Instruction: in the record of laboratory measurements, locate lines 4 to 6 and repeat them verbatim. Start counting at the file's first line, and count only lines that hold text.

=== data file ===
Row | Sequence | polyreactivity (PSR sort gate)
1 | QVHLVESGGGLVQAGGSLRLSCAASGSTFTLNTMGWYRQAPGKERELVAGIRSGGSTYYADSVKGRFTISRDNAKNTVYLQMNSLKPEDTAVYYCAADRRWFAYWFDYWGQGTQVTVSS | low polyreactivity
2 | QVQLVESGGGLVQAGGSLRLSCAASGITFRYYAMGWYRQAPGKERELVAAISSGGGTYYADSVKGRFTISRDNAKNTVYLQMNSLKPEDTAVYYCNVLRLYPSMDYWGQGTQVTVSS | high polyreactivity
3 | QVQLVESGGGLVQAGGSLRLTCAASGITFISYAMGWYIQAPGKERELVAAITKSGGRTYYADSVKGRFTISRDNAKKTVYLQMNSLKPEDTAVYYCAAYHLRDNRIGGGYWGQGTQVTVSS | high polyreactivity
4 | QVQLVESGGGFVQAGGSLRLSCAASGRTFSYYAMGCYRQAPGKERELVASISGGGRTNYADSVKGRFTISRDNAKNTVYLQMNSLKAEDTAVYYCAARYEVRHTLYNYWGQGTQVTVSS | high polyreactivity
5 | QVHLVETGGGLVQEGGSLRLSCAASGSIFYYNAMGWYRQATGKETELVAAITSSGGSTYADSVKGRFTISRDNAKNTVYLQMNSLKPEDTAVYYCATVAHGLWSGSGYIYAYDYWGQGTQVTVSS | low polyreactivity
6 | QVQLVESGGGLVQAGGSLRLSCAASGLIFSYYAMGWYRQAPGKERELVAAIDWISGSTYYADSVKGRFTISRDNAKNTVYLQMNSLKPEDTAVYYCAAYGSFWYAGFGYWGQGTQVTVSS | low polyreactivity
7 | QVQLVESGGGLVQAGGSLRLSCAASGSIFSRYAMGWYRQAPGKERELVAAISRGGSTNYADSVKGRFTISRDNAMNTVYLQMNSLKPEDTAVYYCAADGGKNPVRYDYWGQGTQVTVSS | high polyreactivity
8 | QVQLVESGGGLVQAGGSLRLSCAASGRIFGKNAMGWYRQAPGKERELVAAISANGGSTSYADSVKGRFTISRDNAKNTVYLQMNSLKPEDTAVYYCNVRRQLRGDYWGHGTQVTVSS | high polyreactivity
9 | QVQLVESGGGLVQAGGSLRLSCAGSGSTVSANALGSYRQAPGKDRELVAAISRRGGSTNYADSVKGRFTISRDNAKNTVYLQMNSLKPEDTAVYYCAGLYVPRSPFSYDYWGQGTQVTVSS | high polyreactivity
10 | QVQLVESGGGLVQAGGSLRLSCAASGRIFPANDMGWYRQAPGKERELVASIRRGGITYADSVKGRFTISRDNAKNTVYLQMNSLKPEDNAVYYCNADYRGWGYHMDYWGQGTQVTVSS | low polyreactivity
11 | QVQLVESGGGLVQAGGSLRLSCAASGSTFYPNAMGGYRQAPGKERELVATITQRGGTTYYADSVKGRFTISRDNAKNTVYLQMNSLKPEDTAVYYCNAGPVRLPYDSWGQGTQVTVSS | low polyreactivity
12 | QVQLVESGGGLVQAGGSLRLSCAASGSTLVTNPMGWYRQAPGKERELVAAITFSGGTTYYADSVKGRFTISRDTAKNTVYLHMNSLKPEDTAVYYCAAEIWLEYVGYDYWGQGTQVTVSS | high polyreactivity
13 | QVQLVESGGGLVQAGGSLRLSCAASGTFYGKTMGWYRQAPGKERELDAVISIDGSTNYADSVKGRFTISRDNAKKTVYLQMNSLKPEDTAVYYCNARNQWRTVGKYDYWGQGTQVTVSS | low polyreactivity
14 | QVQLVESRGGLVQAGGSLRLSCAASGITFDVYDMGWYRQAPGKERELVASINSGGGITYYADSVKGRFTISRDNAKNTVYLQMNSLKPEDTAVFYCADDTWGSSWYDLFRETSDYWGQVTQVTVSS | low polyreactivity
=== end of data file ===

3 | QVQLVESGGGLVQAGGSLRLTCAASGITFISYAMGWYIQAPGKERELVAAITKSGGRTYYADSVKGRFTISRDNAKKTVYLQMNSLKPEDTAVYYCAAYHLRDNRIGGGYWGQGTQVTVSS | high polyreactivity
4 | QVQLVESGGGFVQAGGSLRLSCAASGRTFSYYAMGCYRQAPGKERELVASISGGGRTNYADSVKGRFTISRDNAKNTVYLQMNSLKAEDTAVYYCAARYEVRHTLYNYWGQGTQVTVSS | high polyreactivity
5 | QVHLVETGGGLVQEGGSLRLSCAASGSIFYYNAMGWYRQATGKETELVAAITSSGGSTYADSVKGRFTISRDNAKNTVYLQMNSLKPEDTAVYYCATVAHGLWSGSGYIYAYDYWGQGTQVTVSS | low polyreactivity